In today’s densely populated world, neighbour’s interests often collide, and nothing causes more annoyance than when the neighbours spoil your quiet enjoyment of your property. This can happen in many ways, the most common irritants being the noisy neighbour, the smelly neighbour, and the polluting neighbour. Often these cases are usually about an escape of water, but in the recent case of McKenna v O’Hare it was something much worse – oil.
In the summer of 2006 Mr and Mrs McKenna began to notice a smell of oil in their property. It transpired that this was due to a spillage of oil from a tank on the neighbouring property of Mr and Mrs O’Hare, and accordingly they sued the O’Hares for compensation. The difficulty for them was that, in law, it is not enough simply to prove that the oil had come from the O’Hares’ property, and nothing more. They also had to prove that the O’Hares were somehow at fault in allowing it to happen. Unsurprisingly, they had no idea how the oil had come to leak from the tank, which appeared to be in good condition and free from leaks. All they could say was that the O’Hares had been doing some building works in their garden near the tank at about the time that the spillage occurred, and the tank’s position had changed. The O’Hares said that this did not prove fault. Many explanations were possible for the leak, some of which would indicate that it was their fault, and some of which would indicate that it was not. The McKennas had not explained how the oil came to leak, and therefore the court could not know whether the O’Hares were at fault or not. On that basis the O’Hares hoped to win.
Yet the court found in favour of the McKennas. Their reasoning was simple: the oil had come from the tank. The tank was in good condition, so it could not have leaked by itself. Therefore, someone must have interfered with it in some way so that the oil escaped. That “someone” was probably the O’Hares, since the tank was under their control and they had been carrying out some works in the vicinity. They had a duty to manage the tank in such a way that the oil would not escape. They must have interfered with the tank and allowed the escape, and therefore, on balance, they were at fault.
At first glance, this looks like a tough result for the O’Hares, and something of a “damned if you do, damned if you don’t” situation. If they had failed to look after the tank so that it became leaky, they would no doubt have been found to be at fault, and liable to pay compensation. But they had looked after the tank, so they were found to be at fault because well-maintained tanks do not leak and they must have done some other careless thing. However, this would not be a fair assessment of the case. It was the fact that work had been carried out near the tank, and that it had been moved, which raised the inference that something careless must have been done. In effect, this evidence threw the ball back into the O’Hares court, and it was for them to show some other explanation of how the leak had occurred. This they failed to do.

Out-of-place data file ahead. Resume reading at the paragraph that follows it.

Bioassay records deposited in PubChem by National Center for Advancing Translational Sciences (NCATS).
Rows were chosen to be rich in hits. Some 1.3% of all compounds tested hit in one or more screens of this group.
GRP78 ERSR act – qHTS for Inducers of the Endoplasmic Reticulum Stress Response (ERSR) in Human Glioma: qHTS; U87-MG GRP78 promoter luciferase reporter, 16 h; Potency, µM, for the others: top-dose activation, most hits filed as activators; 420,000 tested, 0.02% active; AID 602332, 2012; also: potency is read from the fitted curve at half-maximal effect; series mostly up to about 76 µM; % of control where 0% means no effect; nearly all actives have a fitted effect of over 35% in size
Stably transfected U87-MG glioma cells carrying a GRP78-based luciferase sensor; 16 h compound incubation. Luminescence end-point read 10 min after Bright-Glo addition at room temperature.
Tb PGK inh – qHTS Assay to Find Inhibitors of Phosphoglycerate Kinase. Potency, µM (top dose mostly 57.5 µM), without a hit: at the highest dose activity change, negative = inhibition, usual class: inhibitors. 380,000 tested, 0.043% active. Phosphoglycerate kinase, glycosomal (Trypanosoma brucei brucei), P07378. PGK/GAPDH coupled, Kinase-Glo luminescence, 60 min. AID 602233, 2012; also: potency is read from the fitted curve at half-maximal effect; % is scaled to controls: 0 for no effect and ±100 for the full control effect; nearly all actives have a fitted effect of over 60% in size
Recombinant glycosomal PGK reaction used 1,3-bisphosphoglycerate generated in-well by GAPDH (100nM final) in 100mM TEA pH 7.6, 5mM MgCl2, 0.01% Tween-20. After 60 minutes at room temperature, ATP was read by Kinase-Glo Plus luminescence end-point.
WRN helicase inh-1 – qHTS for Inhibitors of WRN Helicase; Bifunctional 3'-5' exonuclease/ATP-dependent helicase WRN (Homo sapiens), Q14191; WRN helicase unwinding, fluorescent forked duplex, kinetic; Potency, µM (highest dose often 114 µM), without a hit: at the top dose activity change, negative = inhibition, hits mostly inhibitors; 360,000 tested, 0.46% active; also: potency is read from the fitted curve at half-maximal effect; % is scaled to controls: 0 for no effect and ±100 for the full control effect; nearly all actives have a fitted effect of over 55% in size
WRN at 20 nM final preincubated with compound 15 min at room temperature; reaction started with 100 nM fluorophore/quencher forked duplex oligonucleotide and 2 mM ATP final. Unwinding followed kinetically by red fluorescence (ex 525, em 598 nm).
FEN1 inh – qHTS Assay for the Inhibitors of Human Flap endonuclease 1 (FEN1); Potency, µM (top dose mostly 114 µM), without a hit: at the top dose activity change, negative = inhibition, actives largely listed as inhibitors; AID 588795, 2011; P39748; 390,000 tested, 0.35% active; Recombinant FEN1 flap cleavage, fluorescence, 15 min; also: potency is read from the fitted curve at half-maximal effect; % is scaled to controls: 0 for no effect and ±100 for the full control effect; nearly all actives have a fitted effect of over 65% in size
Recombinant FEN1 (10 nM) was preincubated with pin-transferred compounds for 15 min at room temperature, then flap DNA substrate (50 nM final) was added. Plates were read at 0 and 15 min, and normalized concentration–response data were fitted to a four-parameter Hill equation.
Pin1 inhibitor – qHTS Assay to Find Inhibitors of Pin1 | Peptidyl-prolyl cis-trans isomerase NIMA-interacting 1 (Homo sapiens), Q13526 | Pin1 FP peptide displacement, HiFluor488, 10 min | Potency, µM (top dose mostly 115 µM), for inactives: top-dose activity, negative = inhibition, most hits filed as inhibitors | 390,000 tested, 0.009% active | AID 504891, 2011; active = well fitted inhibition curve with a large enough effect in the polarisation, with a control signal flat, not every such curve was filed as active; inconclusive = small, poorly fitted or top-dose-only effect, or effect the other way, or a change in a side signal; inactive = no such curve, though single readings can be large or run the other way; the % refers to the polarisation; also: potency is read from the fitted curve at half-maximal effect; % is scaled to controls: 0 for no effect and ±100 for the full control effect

What sort of alternative explanations could they have put forward for the leak, if the evidence had existed? One might have been a natural disaster, such as a lightning strike or hurricane. Less dramatic would have been evidence of a third party vandal damaging the tank, or some prankster deliberately opening the tap. If any of those had been proved, the O’Hares would not have been at fault.
Cases like this have always been difficult precisely because claimants very often do not know, and have no way of knowing, what their neighbours may have done in the privacy of their own property. This case is therefore interesting, since it shows the circumstances where the court will be willing to surmise what must have happened – sometimes to devastating effect.
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